Jul 23, 2023

What's New with Banking 2023

The FedNow introduction tops this year’s “What’s New” entries. Also included is a discussion of the proposed regulatory and policy changes following the SVB and other bank failures and the potential impacts on consumers. Finally, we will provide updated lists of best rates and updated data on how many people in the US are “unbanked.”



For a comprehensive discussion of the FedNow program, it is worth reading this speech given by Loretta Mester, President of the Cleveland Fed earlier this month to the National Bureau of Economic Research. The speech is the basis of the description below, and the figures included are from her presentation. For a brief summary of FedNow, including some editorial commentary, try either the Economist article of the Forbes article. (Subscription may be required to read these if you are over your allotment of free articles.)


From President Mester’s speech:

The payment system is a crucial part of the infrastructure of the U.S., and a well-functioning and secure payment system is vital for a sound economy. The Federal Reserve System has responsibility for fostering a safe, efficient, and widely accessible payments infrastructure, and the Reserve Banks have provided payments and settlement services alongside the private sector for more than 100 years. The Fed has this responsibility because as the country’s central bank, it can uniquely provide interbank settlement without introducing liquidity or credit risks. Settlement refers to the debiting and crediting of accounts to transfer funds for a payment. Settlement is the foundation for most payment systems, allowing the sender’s depository institution to settle a payment by moving funds to the receiver’s depository institution. The Fed’s payment services include check processing, automated clearinghouse (ACH) services, and wire transfers. In addition to settlement, these services include clearing, which refers to the exchange of information about a payment.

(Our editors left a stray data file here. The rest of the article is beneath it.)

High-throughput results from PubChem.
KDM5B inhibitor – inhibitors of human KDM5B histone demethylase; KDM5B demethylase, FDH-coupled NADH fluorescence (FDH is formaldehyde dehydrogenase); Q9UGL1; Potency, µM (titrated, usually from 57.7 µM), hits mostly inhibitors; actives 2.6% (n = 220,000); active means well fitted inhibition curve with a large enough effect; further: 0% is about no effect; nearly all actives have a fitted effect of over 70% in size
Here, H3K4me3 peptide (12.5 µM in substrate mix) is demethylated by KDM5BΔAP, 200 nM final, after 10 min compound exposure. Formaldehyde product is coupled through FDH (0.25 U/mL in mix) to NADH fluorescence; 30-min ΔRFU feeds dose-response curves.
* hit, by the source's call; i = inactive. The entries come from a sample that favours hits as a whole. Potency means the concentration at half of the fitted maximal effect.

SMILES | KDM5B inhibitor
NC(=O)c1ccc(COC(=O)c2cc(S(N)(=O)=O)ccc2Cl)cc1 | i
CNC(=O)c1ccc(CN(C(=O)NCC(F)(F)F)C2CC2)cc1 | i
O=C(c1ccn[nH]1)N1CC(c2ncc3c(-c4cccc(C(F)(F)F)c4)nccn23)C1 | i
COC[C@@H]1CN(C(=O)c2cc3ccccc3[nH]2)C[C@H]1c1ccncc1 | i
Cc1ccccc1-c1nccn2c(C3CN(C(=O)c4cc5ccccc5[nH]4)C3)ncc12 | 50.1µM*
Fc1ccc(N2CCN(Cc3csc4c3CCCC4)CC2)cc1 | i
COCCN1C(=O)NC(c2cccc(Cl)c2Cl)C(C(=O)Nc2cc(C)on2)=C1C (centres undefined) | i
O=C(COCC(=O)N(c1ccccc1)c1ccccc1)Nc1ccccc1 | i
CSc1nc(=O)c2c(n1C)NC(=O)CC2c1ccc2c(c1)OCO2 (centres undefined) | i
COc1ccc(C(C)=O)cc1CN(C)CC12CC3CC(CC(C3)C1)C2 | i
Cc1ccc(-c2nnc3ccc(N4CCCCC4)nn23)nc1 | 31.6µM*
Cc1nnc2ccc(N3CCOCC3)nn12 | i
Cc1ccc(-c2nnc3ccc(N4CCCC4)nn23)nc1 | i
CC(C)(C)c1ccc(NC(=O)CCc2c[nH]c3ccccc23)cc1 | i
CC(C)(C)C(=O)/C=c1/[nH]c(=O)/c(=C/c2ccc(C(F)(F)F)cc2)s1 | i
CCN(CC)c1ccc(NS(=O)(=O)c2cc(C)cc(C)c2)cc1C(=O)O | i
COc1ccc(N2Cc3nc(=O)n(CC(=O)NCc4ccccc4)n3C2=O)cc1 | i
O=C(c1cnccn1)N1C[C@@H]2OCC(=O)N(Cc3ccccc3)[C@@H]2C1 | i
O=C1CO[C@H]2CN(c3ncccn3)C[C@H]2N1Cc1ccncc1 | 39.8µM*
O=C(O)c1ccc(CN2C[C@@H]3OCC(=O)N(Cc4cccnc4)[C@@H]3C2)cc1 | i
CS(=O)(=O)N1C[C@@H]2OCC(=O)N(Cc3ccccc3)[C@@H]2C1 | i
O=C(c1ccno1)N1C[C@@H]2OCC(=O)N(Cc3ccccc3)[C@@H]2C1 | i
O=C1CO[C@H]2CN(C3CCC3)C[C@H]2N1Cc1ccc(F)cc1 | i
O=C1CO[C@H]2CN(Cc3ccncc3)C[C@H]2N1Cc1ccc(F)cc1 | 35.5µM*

The Fed offers its payment services on behalf of the public in competition with and in support of similar services provided by the private sector. Unlike central banks in other countries, the Fed has not been given complete regulatory or supervisory authority over the U.S. payment system. But by offering payment services, the Fed has been able to promote accessibility, safety, efficiency, and innovation in the payment system.

Technology facilitated the rapid rise of electronic payments in recent years, and since it all seems to work seamlessly, you (the consumer) probably don’t think too much about what goes on behind the scenes. But the need for an instantaneous system for moving funds and accounting for the transfers have grown too. This is where FedNow comes in.


This is the first new Fed payment “rail” (system) in fifty years. The figure below explains how FedNow works. What transactions between the insitutions happen in mere seconds, 24/7. The previous system only operated during business hours, transactions were processed in batches, and the entire process could take 2-3 days. (This would be why when you deposit a check you can’t cash it unless your account has sufficient funds to cover it should it bounce.)


Even “instant” person-to-person payment apps like Venmo and CashApp aren’t instantaneous behind the scenes. There are banks behind them, and the receiving bank takes some risk that there might not be sufficient funds to cover the deposit.


Here are the advantages of FedNow:


Here is an example of a how a transaction would flow using FedNow:



Banks use either the Fed to clear transactions, or the Clearing House’s Real-Time Payments (RTP®) service. Not all of the 10,000 banks in the US will participate initially in FedNow. Some will choose to continue using the Clearing House RTP.

Again we go directly to President Mester’s speech for a description of the rollout of the program. The explanation of the parameters institutions can set suggests how the risk of any sort of bank run can be mitigated:


The FedNow Service is being tested and certified with a diverse group of first adopters that were part of the pre-launch pilot program; the group includes financial institutions, processors, service providers, and the U.S. Treasury.